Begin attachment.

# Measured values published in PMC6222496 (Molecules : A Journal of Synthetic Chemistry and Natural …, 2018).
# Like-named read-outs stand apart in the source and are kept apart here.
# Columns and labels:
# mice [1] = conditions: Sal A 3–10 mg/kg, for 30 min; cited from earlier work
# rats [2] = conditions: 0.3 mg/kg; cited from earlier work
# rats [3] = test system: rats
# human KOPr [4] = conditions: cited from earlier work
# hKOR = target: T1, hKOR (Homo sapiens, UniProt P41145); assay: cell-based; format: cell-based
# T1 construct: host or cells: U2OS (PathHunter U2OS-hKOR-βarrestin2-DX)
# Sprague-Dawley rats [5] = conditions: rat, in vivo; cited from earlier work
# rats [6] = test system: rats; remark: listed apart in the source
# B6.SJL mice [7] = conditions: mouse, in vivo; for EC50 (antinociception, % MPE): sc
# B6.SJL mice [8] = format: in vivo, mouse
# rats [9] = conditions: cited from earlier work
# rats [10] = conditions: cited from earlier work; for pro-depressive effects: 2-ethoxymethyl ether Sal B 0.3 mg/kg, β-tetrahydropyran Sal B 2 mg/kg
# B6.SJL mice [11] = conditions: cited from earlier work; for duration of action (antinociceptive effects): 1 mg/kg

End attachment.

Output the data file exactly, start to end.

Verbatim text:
# Measured values published in PMC6222496 (Molecules : A Journal of Synthetic Chemistry and Natural …, 2018).
# Like-named read-outs stand apart in the source and are kept apart here.
# Columns and labels:
# mice [1] = conditions: Sal A 3–10 mg/kg, for 30 min; cited from earlier work
# rats [2] = conditions: 0.3 mg/kg; cited from earlier work
# rats [3] = test system: rats
# human KOPr [4] = conditions: cited from earlier work
# hKOR = target: T1, hKOR (Homo sapiens, UniProt P41145); assay: cell-based; format: cell-based
# T1 construct: host or cells: U2OS (PathHunter U2OS-hKOR-βarrestin2-DX)
# Sprague-Dawley rats [5] = conditions: rat, in vivo; cited from earlier work
# rats [6] = test system: rats; remark: listed apart in the source
# B6.SJL mice [7] = conditions: mouse, in vivo; for EC50 (antinociception, % MPE): sc
# B6.SJL mice [8] = format: in vivo, mouse
# rats [9] = conditions: cited from earlier work
# rats [10] = conditions: cited from earlier work; for pro-depressive effects: 2-ethoxymethyl ether Sal B 0.3 mg/kg, β-tetrahydropyran Sal B 2 mg/kg
# B6.SJL mice [11] = conditions: cited from earlier work; for duration of action (antinociceptive effects): 1 mg/kg